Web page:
Friday, June 5, 2015

Schedules, plans, and reality


I don't wanna go home yet!


Just as one should never work a New York Times crossword puzzle in ink (although we do. That Hans is a wild and crazy guy), one should never expect plans and schedules to go off without a hitch while cruising. We just call it 'writing our plans in the sand'.

When we set out on this journey it was with the intention of working our way down to Georgetown, staying there for a couple of weeks or more, and then on our way back up the Exumas chain we would visit the cays that we previously missed.

Thanks to the worst weather the Bahamas has experienced in the last 30 years and the fact that our wind generator blew out in a huge storm, we never did reach Georgetown. It was in Staniel Cay, on Cinco de Mayo Wednesday, that Windy screamed her final breath. We arrived in Blackpoint on Thursday, and were so excited to be there and take advantage off all the good things Blackpoint has to offer that it wasn't until Saturday that we realized we hadn't called the wind generator company for a replacement. Hans dinghied ashore bright and early (something like noon) on Monday, skyped the company and just like that a new generator was on its way to us at no charge since it was still under warranty.

The replacement would be sent to Ft. Lauderdale and then flown via Watermaker's straight to Blackpoint. Normally, Watermaker's flies into Staniel but their air strip was being repaired so this was perfect for us. It would take about a week to get there and Hans decided we'd go ahead and jump down to Georgetown and pick it up on our way back. We waved goodbye to our friends, weighed anchor, and set out into choppy seas.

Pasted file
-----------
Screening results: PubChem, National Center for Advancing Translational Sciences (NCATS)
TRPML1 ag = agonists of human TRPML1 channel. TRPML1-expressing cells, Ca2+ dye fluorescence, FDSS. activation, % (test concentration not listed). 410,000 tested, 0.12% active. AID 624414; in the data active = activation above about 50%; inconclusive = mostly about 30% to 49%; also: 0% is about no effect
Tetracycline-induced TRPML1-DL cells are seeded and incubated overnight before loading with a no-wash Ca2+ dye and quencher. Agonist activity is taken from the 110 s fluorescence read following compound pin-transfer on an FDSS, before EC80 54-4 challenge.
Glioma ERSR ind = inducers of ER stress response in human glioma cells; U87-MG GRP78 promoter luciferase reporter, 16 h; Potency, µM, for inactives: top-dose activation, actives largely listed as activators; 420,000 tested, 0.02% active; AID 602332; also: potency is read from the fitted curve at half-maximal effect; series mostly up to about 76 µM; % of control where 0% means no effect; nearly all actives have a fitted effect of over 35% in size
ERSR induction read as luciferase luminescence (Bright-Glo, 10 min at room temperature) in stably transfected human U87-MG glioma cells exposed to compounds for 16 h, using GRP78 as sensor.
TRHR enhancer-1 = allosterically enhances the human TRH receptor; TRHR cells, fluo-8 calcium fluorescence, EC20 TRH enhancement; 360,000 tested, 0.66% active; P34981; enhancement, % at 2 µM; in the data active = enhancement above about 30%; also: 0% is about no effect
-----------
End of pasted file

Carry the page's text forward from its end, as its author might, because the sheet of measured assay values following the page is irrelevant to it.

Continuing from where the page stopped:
An hour later we waved hello to these same, but very puzzled friends when we re-anchored in nearly the same spot we'd been in that morning. The seas had been choppy and we would've had to motor the whole way to the next stop which was Farmer's Cay but we decided we didn't have to go and we really did like Blackpoint anyway so why not just wait there for the generator to be delivered. (A week later the generator arrived as promised but since we weren't personally at the air strip to receive it, it was sent by boat to Staniel!). During our remaining time in Blackpoint we discovered that Wilbur Beach, at low tide, was an absolute Sand Dollar Extravaganza. Finding a whole sand dollar and not just a piece of one, to me, is like winning the lottery. Wilbur and I both spotted the first one at the same time and we actually fought over it. "It's mine!" I shouted as I rudely shoved him aside. "It's mine! It's mine!" Wilbur snorted as he frantically dug his big pit bull nails into the sand. I won and immediately hid my prize behind my back. Wilbur loves anything that reeks of fish. Hans found the second one, and I was hooked. We spent our last two days on the beach at low tide and found a total of 15 sand dollars and a star fish. I gave a few of them away to our cruising friends before we departed to head back to Staniel and hopefully find our wind generator waiting for us.



Blackpoint became the final stopping point before parting ways for all of us who'd traveled together from Florida. Most of us were turning back but one couple continued on as they have a three year plan to sail the Caribbean.

We could have squeezed Georgetown in if we'd really wanted to. Originally, we'd intended to spend up to a month there but as it was we would have only had a few days. If I'd really liked it I would have hated to leave it so soon.

I do believe I said I'll never sail back to the Bahamas again but if we do then we'll have to leave earlier in the year and I'll have Georgetown to look forward to.

Wilbur, our VPR guide

(Visual Pilot Rules)





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